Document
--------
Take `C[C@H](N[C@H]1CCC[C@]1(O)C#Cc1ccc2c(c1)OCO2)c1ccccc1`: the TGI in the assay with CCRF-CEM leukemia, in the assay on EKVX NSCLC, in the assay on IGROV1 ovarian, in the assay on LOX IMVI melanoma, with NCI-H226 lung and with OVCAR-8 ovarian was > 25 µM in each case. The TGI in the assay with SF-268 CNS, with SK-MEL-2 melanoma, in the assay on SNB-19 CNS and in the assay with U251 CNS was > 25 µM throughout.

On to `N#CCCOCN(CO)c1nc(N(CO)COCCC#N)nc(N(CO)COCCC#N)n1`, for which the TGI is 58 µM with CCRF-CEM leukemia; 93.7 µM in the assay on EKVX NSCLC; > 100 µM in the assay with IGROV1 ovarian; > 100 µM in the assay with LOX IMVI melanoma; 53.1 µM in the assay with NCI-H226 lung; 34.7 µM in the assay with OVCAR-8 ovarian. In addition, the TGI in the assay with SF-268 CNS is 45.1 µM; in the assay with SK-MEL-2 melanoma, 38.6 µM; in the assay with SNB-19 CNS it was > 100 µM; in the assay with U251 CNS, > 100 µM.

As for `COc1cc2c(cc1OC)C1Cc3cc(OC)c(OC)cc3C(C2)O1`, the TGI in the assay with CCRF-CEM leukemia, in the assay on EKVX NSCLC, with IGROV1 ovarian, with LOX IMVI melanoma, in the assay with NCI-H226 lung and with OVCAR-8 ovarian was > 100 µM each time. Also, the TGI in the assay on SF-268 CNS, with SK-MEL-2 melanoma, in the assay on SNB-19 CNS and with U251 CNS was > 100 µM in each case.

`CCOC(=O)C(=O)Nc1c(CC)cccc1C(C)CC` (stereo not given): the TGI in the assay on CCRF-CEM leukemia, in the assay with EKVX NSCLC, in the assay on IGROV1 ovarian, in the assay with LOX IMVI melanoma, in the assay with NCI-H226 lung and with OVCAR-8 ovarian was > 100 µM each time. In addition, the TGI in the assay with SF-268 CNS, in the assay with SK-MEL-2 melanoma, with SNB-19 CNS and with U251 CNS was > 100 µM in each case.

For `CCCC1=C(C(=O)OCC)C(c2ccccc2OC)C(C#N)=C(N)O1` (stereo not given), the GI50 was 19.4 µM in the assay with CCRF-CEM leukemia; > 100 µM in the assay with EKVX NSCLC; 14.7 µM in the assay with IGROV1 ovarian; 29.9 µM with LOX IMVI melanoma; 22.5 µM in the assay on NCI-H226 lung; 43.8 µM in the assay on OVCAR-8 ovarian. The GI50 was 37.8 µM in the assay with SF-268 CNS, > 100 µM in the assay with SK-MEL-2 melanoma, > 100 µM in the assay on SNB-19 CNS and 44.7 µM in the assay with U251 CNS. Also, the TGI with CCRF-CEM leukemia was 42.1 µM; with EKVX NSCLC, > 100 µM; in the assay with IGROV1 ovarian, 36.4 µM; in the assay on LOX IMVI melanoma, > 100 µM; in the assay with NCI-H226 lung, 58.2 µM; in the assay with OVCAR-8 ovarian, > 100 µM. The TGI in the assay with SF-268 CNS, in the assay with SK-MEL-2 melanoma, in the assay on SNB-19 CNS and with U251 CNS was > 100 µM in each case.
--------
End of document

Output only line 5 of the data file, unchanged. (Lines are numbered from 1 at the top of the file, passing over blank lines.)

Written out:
For `CCCC1=C(C(=O)OCC)C(c2ccccc2OC)C(C#N)=C(N)O1` (stereo not given), the GI50 was 19.4 µM in the assay with CCRF-CEM leukemia; > 100 µM in the assay with EKVX NSCLC; 14.7 µM in the assay with IGROV1 ovarian; 29.9 µM with LOX IMVI melanoma; 22.5 µM in the assay on NCI-H226 lung; 43.8 µM in the assay on OVCAR-8 ovarian. The GI50 was 37.8 µM in the assay with SF-268 CNS, > 100 µM in the assay with SK-MEL-2 melanoma, > 100 µM in the assay on SNB-19 CNS and 44.7 µM in the assay with U251 CNS. Also, the TGI with CCRF-CEM leukemia was 42.1 µM; with EKVX NSCLC, > 100 µM; in the assay with IGROV1 ovarian, 36.4 µM; in the assay on LOX IMVI melanoma, > 100 µM; in the assay with NCI-H226 lung, 58.2 µM; in the assay with OVCAR-8 ovarian, > 100 µM. The TGI in the assay with SF-268 CNS, in the assay with SK-MEL-2 melanoma, in the assay on SNB-19 CNS and with U251 CNS was > 100 µM in each case.